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Embryonic Stem Cell Research: Immoral or a Miracle in the Making?

Embryonic stem cell research in the United States should continue to be federally funded and should have a public backing due to its potential to spark advancements in human health and understanding of the body as a whole.

In the growing world of science and technology, ethical problems in these fields are only becoming more apparent as the scope of human capability broadens. A common goal researchers are always striving for is new treatments for incurable diseases, such as Type 1 diabetes and Parkinson’s disease, that plague thousands of families every day. Currently, there is new research being done on embryonic stem cells, which are cells that can divide indefinitely and into different types of cells, such as tissue or organ-specific cells with unique functions (2). Embryonic stem cells are specifically the stem cells found in the inner cell mass of the blastocyst, which is the three to five-day-old human embryo (6). The ethical problems of this research arise over the fact that it is being done on live human embryos and destroying potential human life. Many argue that this type of research should stop altogether (8). However, researchers conduct these studies in the most humane way possible, utilize embryonic stem cells to achieve a better comprehension of human development, and work towards creating improved treatments and cures to improve the lives of millions of people. Embryonic stem cell research in the United States should continue to be federally funded and should have a public backing due to its potential to spark advancements in human health and understanding of the body as a whole.

To begin with, the current methods of embryonic stem cell research take several steps to ensure the most ethical course of action possible. This research is done on embryos that are left over from in vitro fertilization trials, which are formed outside the womb in a lab. This is all done with the informed consent of the donors (3). A variety of pro-life groups could argue that testing on living embryos is inhumane and that it is destroying the life of a potential human. However, these embryos used from fertilization clinics are ones that would never develop into a child. This is because the companies make several embryos with the hope that one would be successful. When one is successful and the patients decide that they have finished building their families, these embryos are put into frozen storage, where the families can decide either to discard the embryos or donate them to research, including stem cell research (7). Not only that, but the stem cells are also taken for research from aborted fetuses, once again with the consent of the donors (5). There are also a variety of policies that eliminate possible methods that abuse this research. These policies include only being able to use embryos created for reproductive purposes that are no longer needed and/or wanted. With this in action, it eradicates the chance that researchers create embryos solely for the sake of being destroyed (1). These embryos are utilized to further scientific research and to help people in the most ethical manner possible, rather than be destroyed for no purpose.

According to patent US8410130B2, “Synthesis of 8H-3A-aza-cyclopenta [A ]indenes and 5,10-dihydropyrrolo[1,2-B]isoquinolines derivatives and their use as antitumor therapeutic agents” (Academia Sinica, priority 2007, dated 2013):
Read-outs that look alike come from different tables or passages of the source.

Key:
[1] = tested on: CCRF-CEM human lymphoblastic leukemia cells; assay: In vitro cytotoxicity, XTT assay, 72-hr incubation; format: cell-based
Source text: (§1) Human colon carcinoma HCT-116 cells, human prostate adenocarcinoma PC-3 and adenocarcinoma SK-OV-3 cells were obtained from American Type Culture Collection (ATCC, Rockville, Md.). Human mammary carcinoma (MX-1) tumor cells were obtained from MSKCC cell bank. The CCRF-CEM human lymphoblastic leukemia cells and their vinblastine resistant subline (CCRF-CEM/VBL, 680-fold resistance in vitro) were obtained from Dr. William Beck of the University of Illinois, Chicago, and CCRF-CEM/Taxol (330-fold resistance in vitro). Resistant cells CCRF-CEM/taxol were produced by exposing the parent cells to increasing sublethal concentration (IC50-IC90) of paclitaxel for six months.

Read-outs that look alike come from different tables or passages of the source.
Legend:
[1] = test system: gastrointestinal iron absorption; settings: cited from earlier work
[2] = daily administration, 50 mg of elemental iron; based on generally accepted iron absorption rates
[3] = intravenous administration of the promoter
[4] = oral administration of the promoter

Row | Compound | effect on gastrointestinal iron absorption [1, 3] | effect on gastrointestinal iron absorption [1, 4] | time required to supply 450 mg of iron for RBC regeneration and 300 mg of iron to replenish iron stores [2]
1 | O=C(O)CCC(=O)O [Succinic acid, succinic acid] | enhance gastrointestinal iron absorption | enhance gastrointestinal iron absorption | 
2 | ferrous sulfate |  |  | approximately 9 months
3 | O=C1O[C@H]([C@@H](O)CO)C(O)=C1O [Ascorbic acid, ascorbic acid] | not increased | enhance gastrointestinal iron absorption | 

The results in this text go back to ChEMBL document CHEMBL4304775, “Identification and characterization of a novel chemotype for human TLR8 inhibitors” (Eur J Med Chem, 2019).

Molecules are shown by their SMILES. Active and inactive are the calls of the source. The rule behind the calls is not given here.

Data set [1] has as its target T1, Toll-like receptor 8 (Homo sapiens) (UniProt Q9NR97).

Additionally, embryonic stem cell research is allowing scientists to gain more knowledge on the inner-workings of human development and on why embryonic stem cells are so unique. Some religious groups who are against the use of embryos for stem cell research argue that non-embryonic stem cell research, derived from adult stem cells or umbilical cord blood stem cells, has resulted in clinical benefit to patients. Therefore, more research should be done on these types of stem cells, rather than killing living embryos to further embryonic stem cell research (3). Although these are other kinds of stem cells that do not warrant the destruction of embryos, they are limited in the number and type of cells they can become and studies have revealed negative side effects. In some cases of animal testing, the introduced non-embryonic stem cells caused cancer (7). Because of this, embryonic stem cell research is an integral part of stem cell research as a whole. Even if adult stem cells or umbilical cord blood stem cells are able to replace embryonic stem cells in the future, embryonic stem cell research can allow scientists to better understand stem cells and apply that knowledge to other stem cell methods that are not as controversial.